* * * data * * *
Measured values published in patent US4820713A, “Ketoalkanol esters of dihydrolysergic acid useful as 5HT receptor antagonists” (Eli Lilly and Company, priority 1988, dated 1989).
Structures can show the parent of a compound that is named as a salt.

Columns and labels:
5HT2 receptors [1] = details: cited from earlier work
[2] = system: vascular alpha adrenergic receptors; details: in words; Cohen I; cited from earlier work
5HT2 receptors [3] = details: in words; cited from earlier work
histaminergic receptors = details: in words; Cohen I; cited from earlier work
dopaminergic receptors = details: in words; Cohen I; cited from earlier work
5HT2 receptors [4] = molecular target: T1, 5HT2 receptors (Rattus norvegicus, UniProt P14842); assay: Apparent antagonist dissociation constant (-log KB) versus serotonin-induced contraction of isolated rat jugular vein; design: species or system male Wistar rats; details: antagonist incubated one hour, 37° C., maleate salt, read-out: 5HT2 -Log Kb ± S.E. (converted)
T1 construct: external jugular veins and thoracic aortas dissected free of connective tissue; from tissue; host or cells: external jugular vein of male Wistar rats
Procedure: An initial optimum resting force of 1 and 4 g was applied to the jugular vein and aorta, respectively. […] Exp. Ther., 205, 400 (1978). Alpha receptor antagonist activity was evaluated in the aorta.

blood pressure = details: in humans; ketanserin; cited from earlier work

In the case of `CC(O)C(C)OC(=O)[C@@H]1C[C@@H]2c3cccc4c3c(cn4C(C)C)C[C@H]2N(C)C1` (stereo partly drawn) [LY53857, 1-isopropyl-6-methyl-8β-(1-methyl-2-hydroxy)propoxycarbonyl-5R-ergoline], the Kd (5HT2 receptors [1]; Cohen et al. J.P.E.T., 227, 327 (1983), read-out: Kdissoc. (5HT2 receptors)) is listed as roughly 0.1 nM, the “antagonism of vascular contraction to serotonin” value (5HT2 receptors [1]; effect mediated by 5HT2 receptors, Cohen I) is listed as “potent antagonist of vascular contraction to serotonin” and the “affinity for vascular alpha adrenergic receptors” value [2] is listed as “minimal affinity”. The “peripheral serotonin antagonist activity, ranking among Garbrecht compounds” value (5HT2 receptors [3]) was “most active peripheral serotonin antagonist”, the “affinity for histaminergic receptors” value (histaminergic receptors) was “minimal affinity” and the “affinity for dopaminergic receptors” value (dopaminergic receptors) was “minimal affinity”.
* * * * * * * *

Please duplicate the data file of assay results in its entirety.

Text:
Measured values published in patent US4820713A, “Ketoalkanol esters of dihydrolysergic acid useful as 5HT receptor antagonists” (Eli Lilly and Company, priority 1988, dated 1989).
Structures can show the parent of a compound that is named as a salt.

Columns and labels:
5HT2 receptors [1] = details: cited from earlier work
[2] = system: vascular alpha adrenergic receptors; details: in words; Cohen I; cited from earlier work
5HT2 receptors [3] = details: in words; cited from earlier work
histaminergic receptors = details: in words; Cohen I; cited from earlier work
dopaminergic receptors = details: in words; Cohen I; cited from earlier work
5HT2 receptors [4] = molecular target: T1, 5HT2 receptors (Rattus norvegicus, UniProt P14842); assay: Apparent antagonist dissociation constant (-log KB) versus serotonin-induced contraction of isolated rat jugular vein; design: species or system male Wistar rats; details: antagonist incubated one hour, 37° C., maleate salt, read-out: 5HT2 -Log Kb ± S.E. (converted)
T1 construct: external jugular veins and thoracic aortas dissected free of connective tissue; from tissue; host or cells: external jugular vein of male Wistar rats
Procedure: An initial optimum resting force of 1 and 4 g was applied to the jugular vein and aorta, respectively. […] Exp. Ther., 205, 400 (1978). Alpha receptor antagonist activity was evaluated in the aorta.

blood pressure = details: in humans; ketanserin; cited from earlier work

In the case of `CC(O)C(C)OC(=O)[C@@H]1C[C@@H]2c3cccc4c3c(cn4C(C)C)C[C@H]2N(C)C1` (stereo partly drawn) [LY53857, 1-isopropyl-6-methyl-8β-(1-methyl-2-hydroxy)propoxycarbonyl-5R-ergoline], the Kd (5HT2 receptors [1]; Cohen et al. J.P.E.T., 227, 327 (1983), read-out: Kdissoc. (5HT2 receptors)) is listed as roughly 0.1 nM, the “antagonism of vascular contraction to serotonin” value (5HT2 receptors [1]; effect mediated by 5HT2 receptors, Cohen I) is listed as “potent antagonist of vascular contraction to serotonin” and the “affinity for vascular alpha adrenergic receptors” value [2] is listed as “minimal affinity”. The “peripheral serotonin antagonist activity, ranking among Garbrecht compounds” value (5HT2 receptors [3]) was “most active peripheral serotonin antagonist”, the “affinity for histaminergic receptors” value (histaminergic receptors) was “minimal affinity” and the “affinity for dopaminergic receptors” value (dopaminergic receptors) was “minimal affinity”.